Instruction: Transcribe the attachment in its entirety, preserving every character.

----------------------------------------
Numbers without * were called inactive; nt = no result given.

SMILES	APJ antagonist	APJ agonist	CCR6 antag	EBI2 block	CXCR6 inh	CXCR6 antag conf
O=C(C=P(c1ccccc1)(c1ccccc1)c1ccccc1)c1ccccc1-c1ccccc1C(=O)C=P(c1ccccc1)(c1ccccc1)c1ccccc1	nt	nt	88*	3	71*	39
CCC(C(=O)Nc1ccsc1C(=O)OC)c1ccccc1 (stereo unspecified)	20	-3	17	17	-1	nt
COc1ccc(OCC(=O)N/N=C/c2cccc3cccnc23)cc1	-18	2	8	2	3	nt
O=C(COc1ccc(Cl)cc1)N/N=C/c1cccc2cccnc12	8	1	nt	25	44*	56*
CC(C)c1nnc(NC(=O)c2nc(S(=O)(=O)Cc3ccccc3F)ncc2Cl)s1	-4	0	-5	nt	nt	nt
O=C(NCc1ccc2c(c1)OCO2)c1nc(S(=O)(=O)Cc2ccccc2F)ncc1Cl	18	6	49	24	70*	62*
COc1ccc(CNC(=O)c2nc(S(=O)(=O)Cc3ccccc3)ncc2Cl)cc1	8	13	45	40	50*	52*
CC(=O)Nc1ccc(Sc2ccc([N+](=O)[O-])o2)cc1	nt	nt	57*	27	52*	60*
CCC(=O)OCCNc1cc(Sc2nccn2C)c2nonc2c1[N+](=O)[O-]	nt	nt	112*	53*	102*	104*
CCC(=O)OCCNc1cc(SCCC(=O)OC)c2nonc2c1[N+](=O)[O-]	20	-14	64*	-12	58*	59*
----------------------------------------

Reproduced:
Numbers without * were called inactive; nt = no result given.

SMILES	APJ antagonist	APJ agonist	CCR6 antag	EBI2 block	CXCR6 inh	CXCR6 antag conf
O=C(C=P(c1ccccc1)(c1ccccc1)c1ccccc1)c1ccccc1-c1ccccc1C(=O)C=P(c1ccccc1)(c1ccccc1)c1ccccc1	nt	nt	88*	3	71*	39
CCC(C(=O)Nc1ccsc1C(=O)OC)c1ccccc1 (stereo unspecified)	20	-3	17	17	-1	nt
COc1ccc(OCC(=O)N/N=C/c2cccc3cccnc23)cc1	-18	2	8	2	3	nt
O=C(COc1ccc(Cl)cc1)N/N=C/c1cccc2cccnc12	8	1	nt	25	44*	56*
CC(C)c1nnc(NC(=O)c2nc(S(=O)(=O)Cc3ccccc3F)ncc2Cl)s1	-4	0	-5	nt	nt	nt
O=C(NCc1ccc2c(c1)OCO2)c1nc(S(=O)(=O)Cc2ccccc2F)ncc1Cl	18	6	49	24	70*	62*
COc1ccc(CNC(=O)c2nc(S(=O)(=O)Cc3ccccc3)ncc2Cl)cc1	8	13	45	40	50*	52*
CC(=O)Nc1ccc(Sc2ccc([N+](=O)[O-])o2)cc1	nt	nt	57*	27	52*	60*
CCC(=O)OCCNc1cc(Sc2nccn2C)c2nonc2c1[N+](=O)[O-]	nt	nt	112*	53*	102*	104*
CCC(=O)OCCNc1cc(SCCC(=O)OC)c2nonc2c1[N+](=O)[O-]	20	-14	64*	-12	58*	59*